We were so excited to see this flat bed truck filled with cardboard! "Wow Mommy. Look at that big truck!" came loud and clear from the back seat of the car. Then, from the right drove by this huge recycling truck.
"What is that, Mommy?" Hmmm. How do I explain recycling? I said, "When we drop off all the boxes and newspapers at school, they recycle them; they use it again. They pick it up. They drive it to a big building with special machines. They smush it all together. Then, they make it into new paper and new boxes." As an FYI, one of the ways his school fund raises is by recycling.
I made it a learning moment. Although, I'm not exactly sure how much he learned, it was fun. I think the huge truck packed 3 levels high was more exciting than my explanation. Just a funny Mommy moment. Do you have any stories you'd care to share about any quick "drive by" lesson? Do you have a lesson in recycling?
How can you have an impact on your child on Election Day? Teach them about the importance of voting through discussion and by example. Regardless of your politics, this election can serve as an important lesson for our children on voting. Young children and teenagers can learn much on the importance of their single vote. Have you talked to your children why it’s important to vote? Do they know that one vote can make a difference?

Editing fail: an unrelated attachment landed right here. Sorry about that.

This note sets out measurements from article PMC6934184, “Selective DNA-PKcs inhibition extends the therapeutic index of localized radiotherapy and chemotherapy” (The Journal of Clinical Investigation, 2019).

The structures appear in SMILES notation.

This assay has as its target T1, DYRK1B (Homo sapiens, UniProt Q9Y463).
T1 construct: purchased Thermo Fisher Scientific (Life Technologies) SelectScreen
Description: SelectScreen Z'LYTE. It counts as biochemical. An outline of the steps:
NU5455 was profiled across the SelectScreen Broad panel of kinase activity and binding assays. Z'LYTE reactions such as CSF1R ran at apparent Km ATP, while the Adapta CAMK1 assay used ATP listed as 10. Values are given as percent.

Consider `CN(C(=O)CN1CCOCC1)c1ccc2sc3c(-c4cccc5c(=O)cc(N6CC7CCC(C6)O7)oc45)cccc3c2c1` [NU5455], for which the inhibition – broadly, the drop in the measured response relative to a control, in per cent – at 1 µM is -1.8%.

Schools may teach this to our children, but it needs to come from the home as well. It is much more powerful to a child when their parent explains to them that voting is a right as a United States citizen. It truly is a precious gift. Do your children know that not every country has a voting system? Do they know that “back in the day,” not everyone in this country had the right to vote? Maybe they’re older and do know these facts. Maybe they’ve had a mock Election Day at school or in class. Perhaps, you can have an open conversation with them about this. Consider asking them, ‘How would life be different if we couldn’t vote?’
Elections can also be a lesson in how State Referendums/Amendments are important. Do your teens know how each one could affect their State financially?
Consider taking your child with you to the polls. Talking to them about the process beforehand, followed by seeing the process can make a huge impression.
Most important of all, today is an opportunity to teach our children to respect each other. Do they know to respect each other’s different voting opinions? A child or teen may be impassioned regarding the election. Often, they think others are wrong because they view things differently than they or their family. You can teach them the value of healthy debate and respecting differing viewpoints.
This is just a small sampling of how you can expand your child and families experience regarding voting. Try it; you just might be enlightened by your own child.
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